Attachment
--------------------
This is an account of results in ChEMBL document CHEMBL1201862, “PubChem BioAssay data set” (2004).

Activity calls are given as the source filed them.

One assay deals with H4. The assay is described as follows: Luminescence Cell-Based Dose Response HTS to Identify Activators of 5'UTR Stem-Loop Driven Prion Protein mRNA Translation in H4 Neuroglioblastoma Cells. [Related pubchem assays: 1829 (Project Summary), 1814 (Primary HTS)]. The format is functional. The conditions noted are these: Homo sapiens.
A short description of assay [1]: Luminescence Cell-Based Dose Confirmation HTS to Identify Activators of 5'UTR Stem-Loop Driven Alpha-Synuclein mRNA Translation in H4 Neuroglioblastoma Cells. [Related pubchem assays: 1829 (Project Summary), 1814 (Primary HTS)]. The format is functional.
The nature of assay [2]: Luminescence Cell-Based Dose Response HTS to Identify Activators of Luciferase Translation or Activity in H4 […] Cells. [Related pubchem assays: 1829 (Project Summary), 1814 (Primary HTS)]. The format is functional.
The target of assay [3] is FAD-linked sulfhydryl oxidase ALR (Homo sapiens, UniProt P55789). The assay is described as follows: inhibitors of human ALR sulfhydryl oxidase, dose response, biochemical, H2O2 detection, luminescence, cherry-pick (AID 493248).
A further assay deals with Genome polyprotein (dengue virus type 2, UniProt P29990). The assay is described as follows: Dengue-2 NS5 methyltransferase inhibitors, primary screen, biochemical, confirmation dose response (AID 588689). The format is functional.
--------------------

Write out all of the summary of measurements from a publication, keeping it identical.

This is an account of results in ChEMBL document CHEMBL1201862, “PubChem BioAssay data set” (2004).

Activity calls are given as the source filed them.

One assay deals with H4. The assay is described as follows: Luminescence Cell-Based Dose Response HTS to Identify Activators of 5'UTR Stem-Loop Driven Prion Protein mRNA Translation in H4 Neuroglioblastoma Cells. [Related pubchem assays: 1829 (Project Summary), 1814 (Primary HTS)]. The format is functional. The conditions noted are these: Homo sapiens.
A short description of assay [1]: Luminescence Cell-Based Dose Confirmation HTS to Identify Activators of 5'UTR Stem-Loop Driven Alpha-Synuclein mRNA Translation in H4 Neuroglioblastoma Cells. [Related pubchem assays: 1829 (Project Summary), 1814 (Primary HTS)]. The format is functional.
The nature of assay [2]: Luminescence Cell-Based Dose Response HTS to Identify Activators of Luciferase Translation or Activity in H4 […] Cells. [Related pubchem assays: 1829 (Project Summary), 1814 (Primary HTS)]. The format is functional.
The target of assay [3] is FAD-linked sulfhydryl oxidase ALR (Homo sapiens, UniProt P55789). The assay is described as follows: inhibitors of human ALR sulfhydryl oxidase, dose response, biochemical, H2O2 detection, luminescence, cherry-pick (AID 493248).
A further assay deals with Genome polyprotein (dengue virus type 2, UniProt P29990). The assay is described as follows: Dengue-2 NS5 methyltransferase inhibitors, primary screen, biochemical, confirmation dose response (AID 588689). The format is functional.